A jump in business conditions in March has seen the Australian business environment lift to its equal highest level since 2008.
Overall business conditions rose by 4 points to +12 index points in March, according to NAB
’s monthly business survey. This is more than double the long-run average of +5 and its highest level since 2008.
chief economist Alan Oster
said this spike included improvements in all three components: trade, profit and employment, and is an encouraging sign of the Australian economy.
“The lift in business conditions to these levels not only suggests that Australia is withstanding the uncertainty offshore, but that the recovery in the non-mining sectors of the economy have in fact stepped up a gear this month,” he said.
“It is particularly encouraging to see the employment index point towards ongoing strength in the labour market, supported by signs the recovery is broadening into previous trouble spots such as manufacturing.”
The better business environment, and some soothing of financial market concerns, has helped to lift business confidence as well, according to the survey.
The business confidence index increased 3 points in March to +6, which is consistent with the long-run average, and an encouraging result given the overall global context.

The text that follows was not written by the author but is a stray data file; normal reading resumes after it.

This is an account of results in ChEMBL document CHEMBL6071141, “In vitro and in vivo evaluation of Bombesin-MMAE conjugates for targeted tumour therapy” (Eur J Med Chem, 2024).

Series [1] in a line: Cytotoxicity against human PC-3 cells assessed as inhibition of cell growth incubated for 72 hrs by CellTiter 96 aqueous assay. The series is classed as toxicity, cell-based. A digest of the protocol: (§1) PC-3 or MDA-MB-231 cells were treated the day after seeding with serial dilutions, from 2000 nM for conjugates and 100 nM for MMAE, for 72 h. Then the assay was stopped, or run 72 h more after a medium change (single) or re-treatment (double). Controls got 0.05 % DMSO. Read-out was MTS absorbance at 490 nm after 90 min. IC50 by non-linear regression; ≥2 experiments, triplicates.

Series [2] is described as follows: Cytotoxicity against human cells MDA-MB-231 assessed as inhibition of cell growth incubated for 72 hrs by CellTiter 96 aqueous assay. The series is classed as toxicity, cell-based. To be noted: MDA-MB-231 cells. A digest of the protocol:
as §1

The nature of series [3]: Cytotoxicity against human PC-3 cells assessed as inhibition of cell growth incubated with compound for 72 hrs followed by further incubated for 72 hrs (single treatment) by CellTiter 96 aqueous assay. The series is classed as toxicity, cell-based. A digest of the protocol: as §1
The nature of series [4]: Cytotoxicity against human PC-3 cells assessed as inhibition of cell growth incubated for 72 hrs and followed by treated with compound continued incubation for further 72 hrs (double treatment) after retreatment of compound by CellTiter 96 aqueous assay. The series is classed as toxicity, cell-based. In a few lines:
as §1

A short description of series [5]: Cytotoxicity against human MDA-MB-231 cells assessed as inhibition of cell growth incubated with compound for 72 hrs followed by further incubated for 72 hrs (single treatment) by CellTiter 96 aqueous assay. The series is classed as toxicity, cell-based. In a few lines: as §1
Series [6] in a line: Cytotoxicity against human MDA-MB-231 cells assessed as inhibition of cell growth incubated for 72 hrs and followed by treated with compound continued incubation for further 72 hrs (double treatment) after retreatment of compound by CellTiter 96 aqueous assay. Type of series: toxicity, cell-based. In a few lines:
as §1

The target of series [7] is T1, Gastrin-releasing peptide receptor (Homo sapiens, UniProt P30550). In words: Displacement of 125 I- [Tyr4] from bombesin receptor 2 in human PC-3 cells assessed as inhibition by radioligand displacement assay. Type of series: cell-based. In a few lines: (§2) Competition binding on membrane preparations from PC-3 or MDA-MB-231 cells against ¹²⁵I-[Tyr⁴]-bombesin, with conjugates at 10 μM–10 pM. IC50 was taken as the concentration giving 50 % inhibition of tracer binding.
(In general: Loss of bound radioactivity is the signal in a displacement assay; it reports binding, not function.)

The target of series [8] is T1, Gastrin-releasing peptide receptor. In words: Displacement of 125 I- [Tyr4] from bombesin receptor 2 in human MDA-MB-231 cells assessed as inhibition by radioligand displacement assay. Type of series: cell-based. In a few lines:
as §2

“The lift in business confidence suggests a lower risk of contagion from global uncertainty, but also provides some assurance that gains in conditions will be sustainable,” Oster said.
Firms’ were also reporting a fall in spare capacity in March. A fall in spare capacity points to further improvement in the underlying health of the economy and greater business spending, Oster said.
“Tighter capacity, good profitability and improving confidence levels all raise the prospects for a ramping up of business spending and employment ahead.”
However, some of the other leading indicators from the survey – such as forward orders – were a little less encouraging.
Consequently, Oster said he expects the Reserve Bank of Australia (RBA
) to keep the interest rate on hold for an extended period, unless the Aussie dollar drifts higher. If the Australian dollar continues to rise, Oster said we could be in for further cash rate cuts.